Here’s The Real Story Behind That Gold Toilet Trump Was Offered

When Donald and Melania Trump thought they could spruce up their White House home away from home with a new piece of art, they probably weren't expecting one that would double as a bathroom necessity. Back in September, the president and first lady asked the Guggenheim Museum if they could borrow a Vincent van Gogh painting called "Landscape With Snow" to hang in their private living quarters. The museum was unable to fulfill the request, but instead offered Trump a gold toilet from the Guggenheim's collection.

Chief museum curator Nancy Spector apologized that the Guggenheim could not accommodate Trump's original request, but said, "This special offer may be of interest." According to The Washington Post, she wrote in an email to the White House:

I'm afraid that after ["Landscape in the Snow"]'s showing abroad, it will need to remain on permanent view in our Thannhauser Galleries for the foreseeable future. Fortunately, a marvelous work by the celebrated contemporary Italian artist, Maurizio Cattelan, is coming off view today after a year's installation at the Guggenheim, and he would like to offer it to the White House for a long-term loan.

The used toilet is 18-karat solid gold and doubles as both a work of art and a fully functioning waste receptacle. Considering the Trump team's popular slogan — "Make America Great Again" — the gold toilet has a fitting name: "America."

"America" is also reminiscent of another famous piece of provocative lavatory art: Marcel Duchamp's "Fountain," a sculpture that resembles a urinal. The 1917 piece disgusted prominent figures in the art world at the time. While the original has been lost, a replica is on display at the Tate in London.

Trump has not said yet whether he will take up the Guggenheim's offer. The Guggenheim in New York displayed the golden throne in one of the museum's public restrooms. As an interactive exhibit, guests were able to appreciate the contemporary artwork or, if nature called, also use it.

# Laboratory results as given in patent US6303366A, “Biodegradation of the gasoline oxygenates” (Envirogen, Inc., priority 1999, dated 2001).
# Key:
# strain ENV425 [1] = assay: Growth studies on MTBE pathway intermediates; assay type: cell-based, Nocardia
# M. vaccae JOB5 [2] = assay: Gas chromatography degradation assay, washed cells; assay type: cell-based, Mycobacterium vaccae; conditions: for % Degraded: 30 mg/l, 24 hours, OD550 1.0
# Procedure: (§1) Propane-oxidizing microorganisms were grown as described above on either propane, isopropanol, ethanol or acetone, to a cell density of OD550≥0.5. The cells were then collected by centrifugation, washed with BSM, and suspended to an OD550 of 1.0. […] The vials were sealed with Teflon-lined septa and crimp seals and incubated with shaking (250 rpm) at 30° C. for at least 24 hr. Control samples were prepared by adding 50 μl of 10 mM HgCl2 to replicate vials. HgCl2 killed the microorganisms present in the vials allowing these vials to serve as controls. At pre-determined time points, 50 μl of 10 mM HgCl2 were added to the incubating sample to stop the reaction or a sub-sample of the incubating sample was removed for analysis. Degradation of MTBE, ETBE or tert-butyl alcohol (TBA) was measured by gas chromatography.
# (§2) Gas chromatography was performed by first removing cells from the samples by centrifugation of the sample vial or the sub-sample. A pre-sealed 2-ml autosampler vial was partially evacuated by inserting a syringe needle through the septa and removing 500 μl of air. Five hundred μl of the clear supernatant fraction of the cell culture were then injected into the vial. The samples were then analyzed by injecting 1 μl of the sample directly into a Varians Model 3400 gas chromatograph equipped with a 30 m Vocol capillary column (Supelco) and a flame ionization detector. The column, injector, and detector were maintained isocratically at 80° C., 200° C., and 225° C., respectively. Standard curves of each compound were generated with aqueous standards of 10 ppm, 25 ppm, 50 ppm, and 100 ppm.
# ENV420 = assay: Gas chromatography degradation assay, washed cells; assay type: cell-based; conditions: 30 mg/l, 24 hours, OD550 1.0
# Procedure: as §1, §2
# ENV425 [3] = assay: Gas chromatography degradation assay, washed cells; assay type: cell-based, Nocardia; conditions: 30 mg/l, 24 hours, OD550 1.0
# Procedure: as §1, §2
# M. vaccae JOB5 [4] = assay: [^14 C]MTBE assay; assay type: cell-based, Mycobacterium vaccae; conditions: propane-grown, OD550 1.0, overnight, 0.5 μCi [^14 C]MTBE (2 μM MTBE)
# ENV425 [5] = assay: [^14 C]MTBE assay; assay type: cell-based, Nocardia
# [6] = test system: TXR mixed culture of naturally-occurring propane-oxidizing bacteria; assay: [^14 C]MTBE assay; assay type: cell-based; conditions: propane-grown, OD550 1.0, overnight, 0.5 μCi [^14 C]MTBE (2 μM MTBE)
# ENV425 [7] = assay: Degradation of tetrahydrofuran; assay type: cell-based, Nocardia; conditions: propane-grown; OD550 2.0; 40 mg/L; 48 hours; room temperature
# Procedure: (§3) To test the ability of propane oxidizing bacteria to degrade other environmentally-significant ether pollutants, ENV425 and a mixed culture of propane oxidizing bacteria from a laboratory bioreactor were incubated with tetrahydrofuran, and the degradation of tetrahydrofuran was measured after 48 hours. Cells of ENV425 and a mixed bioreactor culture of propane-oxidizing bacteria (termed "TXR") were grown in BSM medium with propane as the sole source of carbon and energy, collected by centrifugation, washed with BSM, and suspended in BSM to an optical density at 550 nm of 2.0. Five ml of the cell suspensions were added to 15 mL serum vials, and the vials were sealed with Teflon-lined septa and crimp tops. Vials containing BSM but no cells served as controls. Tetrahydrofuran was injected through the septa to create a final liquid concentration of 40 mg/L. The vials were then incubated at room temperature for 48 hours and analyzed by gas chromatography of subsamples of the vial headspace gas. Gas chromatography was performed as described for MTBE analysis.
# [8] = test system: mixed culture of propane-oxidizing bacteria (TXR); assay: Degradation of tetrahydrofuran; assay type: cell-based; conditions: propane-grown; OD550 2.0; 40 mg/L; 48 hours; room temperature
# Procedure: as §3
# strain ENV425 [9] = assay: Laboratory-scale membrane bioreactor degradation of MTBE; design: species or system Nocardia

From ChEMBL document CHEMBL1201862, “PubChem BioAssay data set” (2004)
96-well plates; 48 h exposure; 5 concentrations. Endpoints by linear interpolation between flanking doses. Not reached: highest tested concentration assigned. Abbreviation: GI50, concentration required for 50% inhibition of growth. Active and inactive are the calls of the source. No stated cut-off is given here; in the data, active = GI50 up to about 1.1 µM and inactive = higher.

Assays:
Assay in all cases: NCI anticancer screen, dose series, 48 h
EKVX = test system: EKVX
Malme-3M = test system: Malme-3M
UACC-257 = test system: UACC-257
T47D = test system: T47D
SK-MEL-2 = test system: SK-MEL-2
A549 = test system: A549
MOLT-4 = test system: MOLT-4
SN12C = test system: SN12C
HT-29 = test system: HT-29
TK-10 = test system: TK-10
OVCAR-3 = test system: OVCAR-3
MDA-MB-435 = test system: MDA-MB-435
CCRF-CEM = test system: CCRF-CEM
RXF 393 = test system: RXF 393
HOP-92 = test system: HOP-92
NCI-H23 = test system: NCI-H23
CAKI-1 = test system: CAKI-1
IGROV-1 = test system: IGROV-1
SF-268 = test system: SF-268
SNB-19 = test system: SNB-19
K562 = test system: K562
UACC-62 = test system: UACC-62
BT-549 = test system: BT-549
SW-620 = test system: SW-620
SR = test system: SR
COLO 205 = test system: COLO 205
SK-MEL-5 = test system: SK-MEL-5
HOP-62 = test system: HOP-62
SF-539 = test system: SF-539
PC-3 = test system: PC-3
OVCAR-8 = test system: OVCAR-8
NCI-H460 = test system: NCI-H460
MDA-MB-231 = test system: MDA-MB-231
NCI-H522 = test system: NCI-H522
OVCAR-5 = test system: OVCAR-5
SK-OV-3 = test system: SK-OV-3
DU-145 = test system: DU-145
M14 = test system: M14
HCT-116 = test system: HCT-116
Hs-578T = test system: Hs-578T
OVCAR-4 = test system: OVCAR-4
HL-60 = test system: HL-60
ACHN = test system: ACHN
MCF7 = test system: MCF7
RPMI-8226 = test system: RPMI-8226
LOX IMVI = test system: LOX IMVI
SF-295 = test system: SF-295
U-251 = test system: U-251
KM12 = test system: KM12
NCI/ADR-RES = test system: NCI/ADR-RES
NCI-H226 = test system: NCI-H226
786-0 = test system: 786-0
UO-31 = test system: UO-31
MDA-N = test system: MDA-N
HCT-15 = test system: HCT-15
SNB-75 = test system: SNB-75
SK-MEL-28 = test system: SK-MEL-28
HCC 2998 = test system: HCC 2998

Spector — who is also Trump critic — described the brazen art installation as a provocative gesture. "The fact that it is very welcoming, inviting for anyone to use, gets to the heart of a lot of questions around exclusivity in the art world and in museums in particular," she told NPR in 2016 when the Guggenheim's gold toilet made its first intimate debut to the public. According to the museum, Cattelan, the toilet's artist, has described the luxury latrine as "1 percent art for the 99 percent." This isn't Cattelan's first bathroom-related connection. He also produces the magazine Toilet Paper in collaboration with Italian photographer Pierpaolo Ferrari.

After "America" was unveiled at the Guggenheim, more than 100,000 waited in line to experience the installation, Spector said on the museum blog. The Washington Post also reported that a security guard stood watch over the plumbing fixture, which is valued at more than $1 million, and museum staff used special wipes to clean it every 15 minutes.

Dominic Deluque of Hypebeast wrote after trying out the toilet himself: "Rampant income inequality continues to polarize the American economy, making overt displays of extravagance and wealth like a solid gold toilet pointedly charged." But reflecting on his experience later on: "Standing to flush the cold metal lever I took solace in humanity’s one great equalizer: everyone poops." The sentiment echoes a similar comment Cattelan made to the Guggenheim: "Whatever you eat — a two-hundred-dollar lunch or a two-dollar hot dog — the results are the same, toilet-wise."

Trump has previously bragged about the luxury plane he uses for taxpayer-funded trips. His 757 comes equipped with a full bedroom, shower, and 24-karat gold-plated bathroom fixtures. Trump and Melania also have an opulent Manhattan penthouse decorated with 24-karat gold furniture. Considering their penchant for gold, a flashy toilet wouldn't be out of the ordinary for them.